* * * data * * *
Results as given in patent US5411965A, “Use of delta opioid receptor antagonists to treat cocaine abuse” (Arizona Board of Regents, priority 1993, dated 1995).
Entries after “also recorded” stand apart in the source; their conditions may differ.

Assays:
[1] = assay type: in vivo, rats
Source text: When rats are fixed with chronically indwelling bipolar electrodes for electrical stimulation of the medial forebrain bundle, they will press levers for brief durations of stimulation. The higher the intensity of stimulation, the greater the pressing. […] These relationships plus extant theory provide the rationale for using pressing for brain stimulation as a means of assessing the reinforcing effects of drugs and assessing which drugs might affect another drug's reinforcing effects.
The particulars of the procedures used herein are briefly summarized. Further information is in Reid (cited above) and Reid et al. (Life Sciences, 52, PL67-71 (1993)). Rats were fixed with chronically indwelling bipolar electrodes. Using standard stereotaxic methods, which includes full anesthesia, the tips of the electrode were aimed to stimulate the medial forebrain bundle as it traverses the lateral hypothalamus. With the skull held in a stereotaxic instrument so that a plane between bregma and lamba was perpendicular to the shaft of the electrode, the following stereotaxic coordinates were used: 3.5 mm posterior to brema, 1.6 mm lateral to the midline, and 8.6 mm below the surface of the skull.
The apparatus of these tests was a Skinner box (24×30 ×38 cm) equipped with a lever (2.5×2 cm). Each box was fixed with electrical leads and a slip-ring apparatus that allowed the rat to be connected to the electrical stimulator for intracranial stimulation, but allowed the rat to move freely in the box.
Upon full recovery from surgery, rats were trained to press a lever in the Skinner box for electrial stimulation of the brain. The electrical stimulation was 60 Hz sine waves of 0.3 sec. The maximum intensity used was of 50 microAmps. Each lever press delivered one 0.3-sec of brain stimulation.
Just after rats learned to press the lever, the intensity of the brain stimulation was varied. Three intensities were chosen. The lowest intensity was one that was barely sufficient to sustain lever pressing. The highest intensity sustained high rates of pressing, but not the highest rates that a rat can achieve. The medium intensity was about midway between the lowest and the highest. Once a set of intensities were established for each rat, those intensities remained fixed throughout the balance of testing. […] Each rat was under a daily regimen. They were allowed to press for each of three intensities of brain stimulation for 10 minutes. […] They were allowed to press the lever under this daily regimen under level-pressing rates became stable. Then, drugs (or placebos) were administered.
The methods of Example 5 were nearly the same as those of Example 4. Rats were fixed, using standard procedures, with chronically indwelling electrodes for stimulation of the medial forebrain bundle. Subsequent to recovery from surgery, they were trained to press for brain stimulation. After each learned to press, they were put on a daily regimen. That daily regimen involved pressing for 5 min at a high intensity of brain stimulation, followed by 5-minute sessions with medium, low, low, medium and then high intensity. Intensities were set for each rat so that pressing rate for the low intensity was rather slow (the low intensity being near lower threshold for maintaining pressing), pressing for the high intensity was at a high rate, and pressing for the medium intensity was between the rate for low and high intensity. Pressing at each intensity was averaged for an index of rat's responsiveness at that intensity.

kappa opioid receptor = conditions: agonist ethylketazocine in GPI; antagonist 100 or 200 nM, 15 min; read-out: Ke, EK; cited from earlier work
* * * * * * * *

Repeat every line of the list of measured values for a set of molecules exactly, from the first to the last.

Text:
Results as given in patent US5411965A, “Use of delta opioid receptor antagonists to treat cocaine abuse” (Arizona Board of Regents, priority 1993, dated 1995).
Entries after “also recorded” stand apart in the source; their conditions may differ.

Assays:
[1] = assay type: in vivo, rats
Source text: When rats are fixed with chronically indwelling bipolar electrodes for electrical stimulation of the medial forebrain bundle, they will press levers for brief durations of stimulation. The higher the intensity of stimulation, the greater the pressing. […] These relationships plus extant theory provide the rationale for using pressing for brain stimulation as a means of assessing the reinforcing effects of drugs and assessing which drugs might affect another drug's reinforcing effects.
The particulars of the procedures used herein are briefly summarized. Further information is in Reid (cited above) and Reid et al. (Life Sciences, 52, PL67-71 (1993)). Rats were fixed with chronically indwelling bipolar electrodes. Using standard stereotaxic methods, which includes full anesthesia, the tips of the electrode were aimed to stimulate the medial forebrain bundle as it traverses the lateral hypothalamus. With the skull held in a stereotaxic instrument so that a plane between bregma and lamba was perpendicular to the shaft of the electrode, the following stereotaxic coordinates were used: 3.5 mm posterior to brema, 1.6 mm lateral to the midline, and 8.6 mm below the surface of the skull.
The apparatus of these tests was a Skinner box (24×30 ×38 cm) equipped with a lever (2.5×2 cm). Each box was fixed with electrical leads and a slip-ring apparatus that allowed the rat to be connected to the electrical stimulator for intracranial stimulation, but allowed the rat to move freely in the box.
Upon full recovery from surgery, rats were trained to press a lever in the Skinner box for electrial stimulation of the brain. The electrical stimulation was 60 Hz sine waves of 0.3 sec. The maximum intensity used was of 50 microAmps. Each lever press delivered one 0.3-sec of brain stimulation.
Just after rats learned to press the lever, the intensity of the brain stimulation was varied. Three intensities were chosen. The lowest intensity was one that was barely sufficient to sustain lever pressing. The highest intensity sustained high rates of pressing, but not the highest rates that a rat can achieve. The medium intensity was about midway between the lowest and the highest. Once a set of intensities were established for each rat, those intensities remained fixed throughout the balance of testing. […] Each rat was under a daily regimen. They were allowed to press for each of three intensities of brain stimulation for 10 minutes. […] They were allowed to press the lever under this daily regimen under level-pressing rates became stable. Then, drugs (or placebos) were administered.
The methods of Example 5 were nearly the same as those of Example 4. Rats were fixed, using standard procedures, with chronically indwelling electrodes for stimulation of the medial forebrain bundle. Subsequent to recovery from surgery, they were trained to press for brain stimulation. After each learned to press, they were put on a daily regimen. That daily regimen involved pressing for 5 min at a high intensity of brain stimulation, followed by 5-minute sessions with medium, low, low, medium and then high intensity. Intensities were set for each rat so that pressing rate for the low intensity was rather slow (the low intensity being near lower threshold for maintaining pressing), pressing for the high intensity was at a high rate, and pressing for the medium intensity was between the rate for low and high intensity. Pressing at each intensity was averaged for an index of rat's responsiveness at that intensity.

kappa opioid receptor = conditions: agonist ethylketazocine in GPI; antagonist 100 or 200 nM, 15 min; read-out: Ke, EK; cited from earlier work